The question of how to create more work is getting more and more absurd when, simultaneously, burnouts and stress-related mental illnesses are becoming increasingly frequent. If anything, we should be trying to get rid of work, or at least focus on making it more worthwhile.

Some (e.g. Buckminster Fuller, Robert Anton Wilson and Andrew McAfee) have pointed out that a better question would be how to get rid of the need to do paid work to earn a living by distributing income in other ways, such as a citizen’s salary (a.k.a. basic income). But I’d say that that isn’t quite the relevant question either. It is important for people to get to participate in something productive and to feel useful. Also, people need challenges (though nothing says that these challenges need to come from paid work).

In an economy, people essentially produce goods and services for people. Companies are just intermediary organizational forms that arrange the development, production and delivery processes. So if the problems are unemployment and depressions resulting from the self-reinforcing feedback mechanisms of economic insecurity, the relevant question is not how to prevent individual “jobs” from being destroyed or how to create new ones. The relevant question is (1) why supply doesn’t meet demand: Why don’t people get to earn as much as they would really want to spend and invest? In the case of recessionary cycles, we could further specify: why does reduced demand result in an increased mismatch between people’s earning opportunities and their willingness to spend and invest? Why don’t people who want to spend or invest less also choose to earn less?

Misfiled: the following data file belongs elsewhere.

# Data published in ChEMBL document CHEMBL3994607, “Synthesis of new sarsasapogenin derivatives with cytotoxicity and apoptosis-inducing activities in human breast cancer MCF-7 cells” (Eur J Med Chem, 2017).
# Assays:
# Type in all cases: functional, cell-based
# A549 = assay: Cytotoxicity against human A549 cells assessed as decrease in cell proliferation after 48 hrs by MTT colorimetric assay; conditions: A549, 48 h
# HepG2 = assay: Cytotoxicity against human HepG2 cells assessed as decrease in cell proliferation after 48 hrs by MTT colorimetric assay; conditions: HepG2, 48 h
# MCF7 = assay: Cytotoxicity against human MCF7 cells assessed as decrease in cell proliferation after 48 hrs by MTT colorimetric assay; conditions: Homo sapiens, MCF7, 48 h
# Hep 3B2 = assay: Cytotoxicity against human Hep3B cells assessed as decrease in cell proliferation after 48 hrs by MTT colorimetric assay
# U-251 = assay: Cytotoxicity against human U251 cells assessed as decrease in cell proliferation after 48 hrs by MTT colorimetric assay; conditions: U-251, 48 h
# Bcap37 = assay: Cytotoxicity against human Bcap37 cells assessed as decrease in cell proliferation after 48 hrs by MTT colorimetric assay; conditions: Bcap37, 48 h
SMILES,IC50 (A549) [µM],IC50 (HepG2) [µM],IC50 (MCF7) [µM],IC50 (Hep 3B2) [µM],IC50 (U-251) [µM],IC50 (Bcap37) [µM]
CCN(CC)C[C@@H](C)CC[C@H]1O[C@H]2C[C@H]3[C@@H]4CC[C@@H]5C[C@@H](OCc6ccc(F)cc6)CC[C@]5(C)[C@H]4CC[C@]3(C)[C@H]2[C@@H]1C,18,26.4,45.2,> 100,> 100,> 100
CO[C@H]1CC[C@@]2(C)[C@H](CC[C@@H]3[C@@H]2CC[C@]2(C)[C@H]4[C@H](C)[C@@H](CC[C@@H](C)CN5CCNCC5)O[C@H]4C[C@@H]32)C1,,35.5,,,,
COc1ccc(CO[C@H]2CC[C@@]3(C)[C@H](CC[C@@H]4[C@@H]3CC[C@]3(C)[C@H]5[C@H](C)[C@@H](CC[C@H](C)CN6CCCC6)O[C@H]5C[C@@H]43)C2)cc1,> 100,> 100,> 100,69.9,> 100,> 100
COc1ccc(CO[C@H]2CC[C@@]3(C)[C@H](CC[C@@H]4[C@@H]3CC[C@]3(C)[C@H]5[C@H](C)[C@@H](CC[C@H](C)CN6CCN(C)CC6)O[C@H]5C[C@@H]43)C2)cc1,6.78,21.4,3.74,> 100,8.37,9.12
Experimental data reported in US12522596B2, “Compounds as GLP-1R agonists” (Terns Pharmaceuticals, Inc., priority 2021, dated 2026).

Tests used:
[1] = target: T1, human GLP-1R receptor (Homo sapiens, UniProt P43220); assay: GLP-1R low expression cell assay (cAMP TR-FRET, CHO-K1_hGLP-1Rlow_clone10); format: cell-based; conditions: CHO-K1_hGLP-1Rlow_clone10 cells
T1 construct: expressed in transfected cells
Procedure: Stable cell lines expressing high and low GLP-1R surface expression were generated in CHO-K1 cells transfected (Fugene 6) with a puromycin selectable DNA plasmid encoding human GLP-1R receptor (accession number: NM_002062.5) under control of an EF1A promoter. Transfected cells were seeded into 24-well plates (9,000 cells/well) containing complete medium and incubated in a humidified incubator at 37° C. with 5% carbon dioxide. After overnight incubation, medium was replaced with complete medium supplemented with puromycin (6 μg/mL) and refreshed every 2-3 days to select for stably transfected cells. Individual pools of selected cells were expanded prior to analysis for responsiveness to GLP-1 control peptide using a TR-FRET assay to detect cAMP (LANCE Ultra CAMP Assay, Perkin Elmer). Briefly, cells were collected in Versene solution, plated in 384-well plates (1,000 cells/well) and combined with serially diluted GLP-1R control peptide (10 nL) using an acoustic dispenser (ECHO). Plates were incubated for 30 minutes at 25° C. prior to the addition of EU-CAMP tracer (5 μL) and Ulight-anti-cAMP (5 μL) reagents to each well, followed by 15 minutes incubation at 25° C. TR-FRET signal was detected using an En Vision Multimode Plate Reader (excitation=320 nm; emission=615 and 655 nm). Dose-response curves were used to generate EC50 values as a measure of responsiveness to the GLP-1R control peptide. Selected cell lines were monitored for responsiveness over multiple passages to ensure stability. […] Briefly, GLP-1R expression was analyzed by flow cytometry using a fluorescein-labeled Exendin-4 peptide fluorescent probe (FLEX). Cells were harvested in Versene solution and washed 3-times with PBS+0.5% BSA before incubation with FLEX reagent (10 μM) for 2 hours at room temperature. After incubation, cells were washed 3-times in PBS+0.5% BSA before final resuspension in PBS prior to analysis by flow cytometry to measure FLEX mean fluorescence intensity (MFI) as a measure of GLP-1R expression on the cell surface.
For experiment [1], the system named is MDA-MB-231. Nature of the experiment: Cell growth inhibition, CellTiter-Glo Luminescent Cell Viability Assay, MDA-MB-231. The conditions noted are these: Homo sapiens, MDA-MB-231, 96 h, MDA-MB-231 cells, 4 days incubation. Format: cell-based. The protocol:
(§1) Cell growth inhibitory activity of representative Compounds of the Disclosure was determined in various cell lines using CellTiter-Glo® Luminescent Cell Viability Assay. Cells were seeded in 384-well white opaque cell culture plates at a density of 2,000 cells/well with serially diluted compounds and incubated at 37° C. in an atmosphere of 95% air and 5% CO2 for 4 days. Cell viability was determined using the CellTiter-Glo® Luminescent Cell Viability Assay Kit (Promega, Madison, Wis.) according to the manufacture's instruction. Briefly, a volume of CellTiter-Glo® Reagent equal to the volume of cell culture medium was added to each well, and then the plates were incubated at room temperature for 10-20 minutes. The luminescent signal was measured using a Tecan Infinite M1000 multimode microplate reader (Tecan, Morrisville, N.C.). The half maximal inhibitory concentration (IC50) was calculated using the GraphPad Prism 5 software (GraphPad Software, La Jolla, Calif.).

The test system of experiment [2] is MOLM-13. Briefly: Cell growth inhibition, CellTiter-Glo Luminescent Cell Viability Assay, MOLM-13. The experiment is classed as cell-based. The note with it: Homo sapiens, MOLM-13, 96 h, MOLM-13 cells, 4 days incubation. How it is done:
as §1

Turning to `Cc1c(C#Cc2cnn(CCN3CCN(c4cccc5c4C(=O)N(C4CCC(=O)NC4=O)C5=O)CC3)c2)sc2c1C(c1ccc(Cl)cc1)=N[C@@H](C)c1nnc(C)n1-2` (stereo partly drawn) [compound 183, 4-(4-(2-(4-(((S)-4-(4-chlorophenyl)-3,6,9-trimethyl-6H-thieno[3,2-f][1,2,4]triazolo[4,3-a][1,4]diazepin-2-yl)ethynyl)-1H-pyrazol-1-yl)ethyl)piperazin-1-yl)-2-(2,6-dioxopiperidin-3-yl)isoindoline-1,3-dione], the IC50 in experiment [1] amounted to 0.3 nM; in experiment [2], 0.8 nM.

In a household, a reduction in the total amount of chores does prevent some from participating in the chores at all. The mere idea of involuntary “unchorement” resulting from acquiring a dishwashing machine seems absurd.

Two other good, (non-rhetorical) basic questions we should return to are:

2. What’s the purpose of paid work? Why do we need to pay people for certain activities and not for others? (A question that Fuller and Wilson seem to bypass.)

3. Why does “capital” have a cost, i.e. a profit requirement? Why do people need to be rewarded for owning things or having savings?

And the short answer to both of these questions is: to balance supplied and demanded amounts. That’s the main function of any price in a market economy.

People are paid wages to encourage them to do things they’re not willing to do sufficiently for free. The function of income differences between types of work is to coordinate supply and demand structurally by encouraging people to do more of the kinds of labor that are in deficit.

On the other hand, the function of the return on risk-free capital, the market interest rate, is to keep the momentary aggregate supply and demand for labor in balance by encouraging or discouraging saving and having debt. If people in the economy want to save more than there is need for real investment and there are pressures to lower average nominal wages, then that means that saving is too profitable, i.e. that the real interest rate is too high. And this applies even if the interest rate is already at zero.

The profit requirements of risk-bearing credit and real investments also include required compensation for the risks involved – a risk premium. But the profit requirements of all equity investments are affected by the risk-free return on deposits. The zero lower bound of interest rates is hence like a minimum wage for capital.